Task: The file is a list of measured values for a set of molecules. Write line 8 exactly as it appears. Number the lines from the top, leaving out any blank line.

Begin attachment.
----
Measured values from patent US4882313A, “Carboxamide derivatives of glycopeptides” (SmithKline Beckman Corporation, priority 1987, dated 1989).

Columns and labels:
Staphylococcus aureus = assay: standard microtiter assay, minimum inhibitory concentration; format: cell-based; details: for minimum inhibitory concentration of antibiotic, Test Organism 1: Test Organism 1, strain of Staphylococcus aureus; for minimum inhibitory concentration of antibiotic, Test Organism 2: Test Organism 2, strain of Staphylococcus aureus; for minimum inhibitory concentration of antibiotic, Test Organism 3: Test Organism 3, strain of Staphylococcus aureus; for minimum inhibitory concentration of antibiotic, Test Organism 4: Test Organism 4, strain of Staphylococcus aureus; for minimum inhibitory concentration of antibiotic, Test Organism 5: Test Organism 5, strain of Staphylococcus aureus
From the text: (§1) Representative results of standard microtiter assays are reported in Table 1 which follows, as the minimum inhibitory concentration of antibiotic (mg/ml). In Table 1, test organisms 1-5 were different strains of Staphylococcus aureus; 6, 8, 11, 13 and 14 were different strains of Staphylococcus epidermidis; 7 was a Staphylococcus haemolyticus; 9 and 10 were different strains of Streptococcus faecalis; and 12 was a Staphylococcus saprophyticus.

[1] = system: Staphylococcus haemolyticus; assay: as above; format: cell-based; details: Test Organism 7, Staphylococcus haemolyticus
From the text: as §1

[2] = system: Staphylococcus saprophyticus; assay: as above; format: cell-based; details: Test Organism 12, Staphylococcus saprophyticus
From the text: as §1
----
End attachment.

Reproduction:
From the text: as §1